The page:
A lesson in ‘turbo-flutter.’
It was a sunny Saturday morning and the old Boston & Albany mainline was quieter than a rural Polish branch line.
Finally about 10:30 am Mike Gardner and I heard distant stirrings of an eastward freight.
We made our way to Warren, Massachusetts.
The long days of summer have resulted in the B&A route becoming unfortunately brushed in. Much of the line is largely obscured by bushes, trees and undergrowth, which make railway photography difficult.
The old Boston & Albany station at Warren remains one of my favorite surviving structures on the line; it harks back to a time when the railroad was the principle corridor for commerce in the region. Recently it has been restored.
Here we made our photographs.
A few strategic shafts of sunlight illuminate the line. I set my FujiFilm XT1’s shutter release dial to ‘CH’ (continuous high—the setting I casually refer to as ‘turbo flutter’) and waited as the train approached.
When it neared the shafts of sunlight, I held the shutter down and exposed a rapid burst of digital images, knowing that at least of one of them would place the front of the locomotive in full sun.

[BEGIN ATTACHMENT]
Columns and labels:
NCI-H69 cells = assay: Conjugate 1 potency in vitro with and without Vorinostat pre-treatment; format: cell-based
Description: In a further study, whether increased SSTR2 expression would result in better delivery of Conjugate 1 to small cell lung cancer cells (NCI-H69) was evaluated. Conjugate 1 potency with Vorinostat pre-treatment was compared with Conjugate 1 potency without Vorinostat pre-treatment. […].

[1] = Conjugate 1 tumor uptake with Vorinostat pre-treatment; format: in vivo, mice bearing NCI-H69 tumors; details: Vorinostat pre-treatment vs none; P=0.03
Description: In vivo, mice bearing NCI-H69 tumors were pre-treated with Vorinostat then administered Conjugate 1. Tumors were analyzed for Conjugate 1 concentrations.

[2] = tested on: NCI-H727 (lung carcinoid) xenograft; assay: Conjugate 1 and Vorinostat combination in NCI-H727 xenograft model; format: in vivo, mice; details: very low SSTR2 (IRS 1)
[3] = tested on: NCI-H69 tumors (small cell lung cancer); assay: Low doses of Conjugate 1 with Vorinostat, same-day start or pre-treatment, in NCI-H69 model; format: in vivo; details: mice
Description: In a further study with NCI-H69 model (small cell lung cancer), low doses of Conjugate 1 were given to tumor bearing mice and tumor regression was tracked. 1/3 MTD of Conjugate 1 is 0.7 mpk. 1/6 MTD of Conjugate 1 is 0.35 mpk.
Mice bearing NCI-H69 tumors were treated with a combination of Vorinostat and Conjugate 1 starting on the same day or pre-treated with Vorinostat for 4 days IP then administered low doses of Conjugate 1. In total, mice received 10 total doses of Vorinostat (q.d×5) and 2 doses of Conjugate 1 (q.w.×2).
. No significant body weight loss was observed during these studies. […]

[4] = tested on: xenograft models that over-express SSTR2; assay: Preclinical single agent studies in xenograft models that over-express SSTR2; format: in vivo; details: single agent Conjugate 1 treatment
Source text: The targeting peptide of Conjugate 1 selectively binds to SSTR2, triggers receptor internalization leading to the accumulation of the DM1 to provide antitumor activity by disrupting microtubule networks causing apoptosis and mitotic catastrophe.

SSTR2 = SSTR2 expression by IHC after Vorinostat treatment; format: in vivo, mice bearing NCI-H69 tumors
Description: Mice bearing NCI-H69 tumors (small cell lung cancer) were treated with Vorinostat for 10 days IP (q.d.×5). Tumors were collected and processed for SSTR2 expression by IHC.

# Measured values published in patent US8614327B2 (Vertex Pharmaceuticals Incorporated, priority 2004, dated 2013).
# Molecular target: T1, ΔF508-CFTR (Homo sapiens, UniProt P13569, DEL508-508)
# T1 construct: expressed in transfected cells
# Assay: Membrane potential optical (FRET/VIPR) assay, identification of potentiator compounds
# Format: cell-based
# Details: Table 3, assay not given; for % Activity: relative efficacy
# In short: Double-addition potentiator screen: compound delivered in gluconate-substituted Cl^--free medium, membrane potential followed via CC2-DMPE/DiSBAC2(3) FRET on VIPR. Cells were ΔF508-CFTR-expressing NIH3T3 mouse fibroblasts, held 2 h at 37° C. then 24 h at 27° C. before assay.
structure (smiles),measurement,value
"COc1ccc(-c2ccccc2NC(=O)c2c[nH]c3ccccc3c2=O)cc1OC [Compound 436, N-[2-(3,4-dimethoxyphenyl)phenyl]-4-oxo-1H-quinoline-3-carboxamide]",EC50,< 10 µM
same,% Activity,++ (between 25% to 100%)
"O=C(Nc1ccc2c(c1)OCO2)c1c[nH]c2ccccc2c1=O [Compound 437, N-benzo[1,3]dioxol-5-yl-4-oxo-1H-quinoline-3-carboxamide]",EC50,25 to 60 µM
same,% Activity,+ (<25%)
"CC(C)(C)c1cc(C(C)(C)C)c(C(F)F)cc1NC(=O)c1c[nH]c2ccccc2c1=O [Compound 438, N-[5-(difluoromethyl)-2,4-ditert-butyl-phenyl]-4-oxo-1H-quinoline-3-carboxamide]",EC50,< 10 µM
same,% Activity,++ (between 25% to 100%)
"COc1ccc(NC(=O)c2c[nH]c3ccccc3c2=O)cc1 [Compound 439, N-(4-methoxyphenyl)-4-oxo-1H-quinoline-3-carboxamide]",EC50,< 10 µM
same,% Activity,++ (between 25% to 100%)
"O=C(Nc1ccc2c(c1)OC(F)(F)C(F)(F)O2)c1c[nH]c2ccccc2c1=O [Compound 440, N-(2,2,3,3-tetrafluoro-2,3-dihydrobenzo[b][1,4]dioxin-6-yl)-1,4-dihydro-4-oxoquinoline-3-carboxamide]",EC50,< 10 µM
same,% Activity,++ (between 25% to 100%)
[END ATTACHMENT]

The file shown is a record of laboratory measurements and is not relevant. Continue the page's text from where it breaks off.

This satisfied my desired composition to juxtapose CSX’s modern General Electric diesel with the 1890s-era railway station building.
To demonstrate the effect of ‘turbo flutter’ as a compositional exposure tool, I’ve displayed the below sequence of images. In practice my camera exposed about three times as many photos. (Frame numbers are sequential)
Since the real cost of making a burst of exposures is very small, in this situation, I’ll happily make as many images as I need to in order to produce the photo I want. Later, if I choose, I can throw away the unsatisfactory images to save space on my hard drives.